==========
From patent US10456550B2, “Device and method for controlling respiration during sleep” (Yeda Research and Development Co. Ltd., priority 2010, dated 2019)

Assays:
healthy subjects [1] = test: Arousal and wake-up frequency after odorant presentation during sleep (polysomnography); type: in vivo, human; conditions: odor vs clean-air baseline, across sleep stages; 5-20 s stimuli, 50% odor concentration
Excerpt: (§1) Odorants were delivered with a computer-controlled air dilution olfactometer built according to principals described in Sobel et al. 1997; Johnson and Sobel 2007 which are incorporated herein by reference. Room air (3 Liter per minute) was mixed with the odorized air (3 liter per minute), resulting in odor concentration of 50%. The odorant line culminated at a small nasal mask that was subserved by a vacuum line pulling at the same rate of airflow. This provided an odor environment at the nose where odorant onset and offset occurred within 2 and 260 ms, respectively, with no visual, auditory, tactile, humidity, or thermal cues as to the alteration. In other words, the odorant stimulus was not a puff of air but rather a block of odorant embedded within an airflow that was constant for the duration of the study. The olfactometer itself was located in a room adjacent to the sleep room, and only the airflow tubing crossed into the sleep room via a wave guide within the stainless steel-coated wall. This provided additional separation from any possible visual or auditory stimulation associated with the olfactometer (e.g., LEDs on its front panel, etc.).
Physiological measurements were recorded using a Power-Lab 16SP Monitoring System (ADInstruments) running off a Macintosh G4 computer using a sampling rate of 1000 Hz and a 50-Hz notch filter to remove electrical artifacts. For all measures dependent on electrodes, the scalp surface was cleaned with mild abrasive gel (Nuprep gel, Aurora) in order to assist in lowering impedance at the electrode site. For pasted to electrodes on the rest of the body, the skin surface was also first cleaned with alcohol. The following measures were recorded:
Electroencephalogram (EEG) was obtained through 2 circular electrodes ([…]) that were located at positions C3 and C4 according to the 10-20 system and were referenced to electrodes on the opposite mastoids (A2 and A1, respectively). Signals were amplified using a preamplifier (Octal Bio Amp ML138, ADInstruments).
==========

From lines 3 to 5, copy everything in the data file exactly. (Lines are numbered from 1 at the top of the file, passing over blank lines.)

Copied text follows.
healthy subjects [1] = test: Arousal and wake-up frequency after odorant presentation during sleep (polysomnography); type: in vivo, human; conditions: odor vs clean-air baseline, across sleep stages; 5-20 s stimuli, 50% odor concentration
Excerpt: (§1) Odorants were delivered with a computer-controlled air dilution olfactometer built according to principals described in Sobel et al. 1997; Johnson and Sobel 2007 which are incorporated herein by reference. Room air (3 Liter per minute) was mixed with the odorized air (3 liter per minute), resulting in odor concentration of 50%. The odorant line culminated at a small nasal mask that was subserved by a vacuum line pulling at the same rate of airflow. This provided an odor environment at the nose where odorant onset and offset occurred within 2 and 260 ms, respectively, with no visual, auditory, tactile, humidity, or thermal cues as to the alteration. In other words, the odorant stimulus was not a puff of air but rather a block of odorant embedded within an airflow that was constant for the duration of the study. The olfactometer itself was located in a room adjacent to the sleep room, and only the airflow tubing crossed into the sleep room via a wave guide within the stainless steel-coated wall. This provided additional separation from any possible visual or auditory stimulation associated with the olfactometer (e.g., LEDs on its front panel, etc.).
Physiological measurements were recorded using a Power-Lab 16SP Monitoring System (ADInstruments) running off a Macintosh G4 computer using a sampling rate of 1000 Hz and a 50-Hz notch filter to remove electrical artifacts. For all measures dependent on electrodes, the scalp surface was cleaned with mild abrasive gel (Nuprep gel, Aurora) in order to assist in lowering impedance at the electrode site. For pasted to electrodes on the rest of the body, the skin surface was also first cleaned with alcohol. The following measures were recorded: